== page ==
Living with credit, Protecting yourself

Orbitz, AmEx Travel and the new normal of data breaches

John Egan
Orbitz, AmEx Travel and the new normal of data breaches

Is a data breach followed by an offer of free credit monitoring the “new normal” for credit card holders?

Yes, and that’s unfortunate. What’s worse is we’re becoming immune to these data breaches.

The news: An Orbitz data breach exposed the credit card numbers and other personal information of 880,000 customers, and American Express emailed within hours that I, as an American Express Platinum cardholder, may be among those affected.

How Orbitz and AmEx are related: The Orbitz platform hit in the cyberattack is the underlying booking engine for and for AmEx Travel representatives who handle bookings by phone.

The details: The travel company says it discovered the hack March 1, and the breach apparently happened between Oct. 1 and Dec. 22, 2017.

The cyberattack struck both Orbitz and partners like American Express. If someone booked directly on Orbitz between Jan. 1 and June 22 of 2016, their information might now be in the hands of hackers. For customers of partners like American Express, that window is Jan. 1, 2016, to Dec. 22, 2017.

It just so happens that I made a hotel booking through during that time period, so I might be a victim.

Information that may have been exposed in the breach

American Express and Orbitz tell me the following information might have been exposed in the data breach:

  • Full name.
  • Credit card data.
  • Email address.
  • Phone number.
  • Physical address, billing address or both.

Well, that’s unsettling.

Thankfully, the hack didn’t compromise personal data like my Social Security number, passport information or travel itineraries, according to the American Express email.

Nonetheless, some hacker out there has plenty of information about me — information that I suspect other hackers previously have stolen.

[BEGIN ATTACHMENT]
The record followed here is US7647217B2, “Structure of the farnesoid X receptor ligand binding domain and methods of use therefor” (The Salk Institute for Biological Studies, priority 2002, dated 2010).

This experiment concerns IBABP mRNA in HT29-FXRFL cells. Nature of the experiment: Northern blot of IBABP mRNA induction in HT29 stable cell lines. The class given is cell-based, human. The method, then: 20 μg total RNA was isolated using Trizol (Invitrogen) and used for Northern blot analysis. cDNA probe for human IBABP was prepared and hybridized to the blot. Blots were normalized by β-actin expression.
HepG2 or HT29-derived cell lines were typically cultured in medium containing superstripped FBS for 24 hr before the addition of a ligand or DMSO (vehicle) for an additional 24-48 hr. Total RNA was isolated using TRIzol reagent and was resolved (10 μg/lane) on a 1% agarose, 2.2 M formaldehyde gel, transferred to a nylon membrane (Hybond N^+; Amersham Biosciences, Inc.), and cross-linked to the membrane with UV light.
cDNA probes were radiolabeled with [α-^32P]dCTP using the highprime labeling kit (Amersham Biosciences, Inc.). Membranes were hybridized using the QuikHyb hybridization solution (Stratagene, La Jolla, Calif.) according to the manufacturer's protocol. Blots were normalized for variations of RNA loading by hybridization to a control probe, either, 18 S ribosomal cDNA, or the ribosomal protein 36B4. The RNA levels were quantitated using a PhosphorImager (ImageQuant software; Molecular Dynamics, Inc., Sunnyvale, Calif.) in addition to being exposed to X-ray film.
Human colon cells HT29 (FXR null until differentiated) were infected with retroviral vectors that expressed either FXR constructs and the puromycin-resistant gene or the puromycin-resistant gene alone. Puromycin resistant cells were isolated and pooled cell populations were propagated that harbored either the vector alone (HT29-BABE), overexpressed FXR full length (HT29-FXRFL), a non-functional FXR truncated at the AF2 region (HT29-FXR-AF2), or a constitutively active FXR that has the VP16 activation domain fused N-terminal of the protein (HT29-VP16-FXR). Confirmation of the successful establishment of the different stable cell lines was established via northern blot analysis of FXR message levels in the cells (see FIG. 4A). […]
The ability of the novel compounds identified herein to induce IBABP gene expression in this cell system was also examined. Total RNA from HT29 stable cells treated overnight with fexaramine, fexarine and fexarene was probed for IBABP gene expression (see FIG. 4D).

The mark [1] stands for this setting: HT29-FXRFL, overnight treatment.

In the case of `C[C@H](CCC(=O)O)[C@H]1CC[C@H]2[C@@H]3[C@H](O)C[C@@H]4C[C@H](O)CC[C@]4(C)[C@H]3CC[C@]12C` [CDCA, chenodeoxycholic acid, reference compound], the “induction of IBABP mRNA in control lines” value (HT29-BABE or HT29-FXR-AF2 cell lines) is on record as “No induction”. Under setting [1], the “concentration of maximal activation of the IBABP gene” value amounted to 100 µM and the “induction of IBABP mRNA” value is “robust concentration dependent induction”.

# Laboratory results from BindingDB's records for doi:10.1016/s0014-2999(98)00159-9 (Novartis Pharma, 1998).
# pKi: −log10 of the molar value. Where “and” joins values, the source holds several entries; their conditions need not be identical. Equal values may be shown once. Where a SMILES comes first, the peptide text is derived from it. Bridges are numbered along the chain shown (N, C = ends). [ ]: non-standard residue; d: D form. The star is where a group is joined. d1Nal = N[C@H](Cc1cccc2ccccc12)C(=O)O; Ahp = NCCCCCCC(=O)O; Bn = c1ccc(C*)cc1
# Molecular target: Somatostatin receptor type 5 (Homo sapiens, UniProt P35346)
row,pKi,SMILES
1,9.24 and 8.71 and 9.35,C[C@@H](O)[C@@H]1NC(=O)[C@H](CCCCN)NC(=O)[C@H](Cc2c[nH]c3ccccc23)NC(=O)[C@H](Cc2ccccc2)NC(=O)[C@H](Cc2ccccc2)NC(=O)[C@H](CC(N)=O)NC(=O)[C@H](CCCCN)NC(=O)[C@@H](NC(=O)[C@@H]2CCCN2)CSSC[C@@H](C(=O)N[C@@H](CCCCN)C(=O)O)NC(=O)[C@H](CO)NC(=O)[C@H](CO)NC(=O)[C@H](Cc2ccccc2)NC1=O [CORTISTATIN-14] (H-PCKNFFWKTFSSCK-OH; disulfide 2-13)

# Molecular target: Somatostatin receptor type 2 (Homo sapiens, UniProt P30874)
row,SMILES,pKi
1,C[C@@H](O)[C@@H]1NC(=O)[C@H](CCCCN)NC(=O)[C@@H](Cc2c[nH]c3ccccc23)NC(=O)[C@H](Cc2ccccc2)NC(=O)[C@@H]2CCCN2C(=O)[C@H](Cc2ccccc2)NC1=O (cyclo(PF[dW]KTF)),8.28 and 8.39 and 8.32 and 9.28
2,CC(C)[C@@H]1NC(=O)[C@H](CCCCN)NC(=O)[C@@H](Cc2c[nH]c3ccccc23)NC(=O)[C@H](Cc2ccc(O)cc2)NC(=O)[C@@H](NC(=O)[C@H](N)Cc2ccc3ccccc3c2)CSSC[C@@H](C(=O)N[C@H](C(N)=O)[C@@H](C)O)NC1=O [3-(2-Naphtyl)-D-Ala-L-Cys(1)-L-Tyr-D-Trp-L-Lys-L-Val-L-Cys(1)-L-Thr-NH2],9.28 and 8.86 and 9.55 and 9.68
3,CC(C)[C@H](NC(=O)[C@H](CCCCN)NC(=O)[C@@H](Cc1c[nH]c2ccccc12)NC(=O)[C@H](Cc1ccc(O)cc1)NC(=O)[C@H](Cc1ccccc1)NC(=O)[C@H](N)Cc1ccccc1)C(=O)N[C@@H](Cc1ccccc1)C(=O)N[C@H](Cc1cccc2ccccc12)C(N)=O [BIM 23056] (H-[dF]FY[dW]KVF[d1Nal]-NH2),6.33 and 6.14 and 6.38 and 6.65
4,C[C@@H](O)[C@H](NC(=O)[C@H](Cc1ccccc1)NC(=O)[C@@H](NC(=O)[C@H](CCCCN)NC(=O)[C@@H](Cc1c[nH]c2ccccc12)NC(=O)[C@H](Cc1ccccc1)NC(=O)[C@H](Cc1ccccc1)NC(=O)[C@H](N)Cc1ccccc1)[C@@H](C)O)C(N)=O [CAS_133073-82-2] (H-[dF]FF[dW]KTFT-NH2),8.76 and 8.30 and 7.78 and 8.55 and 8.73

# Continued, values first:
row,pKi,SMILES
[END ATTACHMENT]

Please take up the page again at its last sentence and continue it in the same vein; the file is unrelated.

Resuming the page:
Another day, another data breach

Unfortunately, I’ve become almost immune to notifications like this from credit card companies and merchants. It’s an all-too-common occurrence.

As with so many of these occurrences, American Express extended an offer of two years’ worth of free credit-monitoring and identity protection services. (Orbitz is offering one year of complimentary credit monitoring and identity protection services.)

And American Express told me they’ve boosted their fraud-monitoring activity on affected accounts.

And reminded me that I’m not responsible for fraudulent charges that show up on my Platinum card.

And suggested that I report suspected fraud involving the Platinum card.

And recommended that I sign up for alerts that tip me off about potential fraud.

“Affected customers should remain vigilant in regularly reviewing and monitoring all of their account statements and credit history to guard against any unauthorized transactions or activity,” Orbitz says in its notice about the data breach.

Orbitz adds that affected customers should check their credit reports, providing the names and contact information for the three credit-reporting bureaus.

The moral of this story: Guard your card data

Don’t get me wrong: I appreciate American Express (and, by association, Orbitz) notifying me about the cyberattack and how to respond to it. I expect that kind of transparency. Plus, American Express’s message did ease my mind a bit by reporting that the company’s own platforms were not compromised.

But amid a seemingly growing string of breaches and hacks related to credit cards, it’s hard for me to be alarmed. Nowadays, such incidents do not feel out of the ordinary.

Sadly, these incidents feel like the “new normal.” Orbitz says it “regrets any inconvenience caused by this incident” — a phrase that mirrors so many others expressed in the aftermath of such incidents.

All that being said, none of us can let our guard down when it comes to protecting the security of our credit card information. Every one of us who has a credit card now is a cybercop, of sorts.

See related: Data breach protection: 10 tips, Why you should sign up for mobile alerts about card fraud, How to detect card fraud and identity theft

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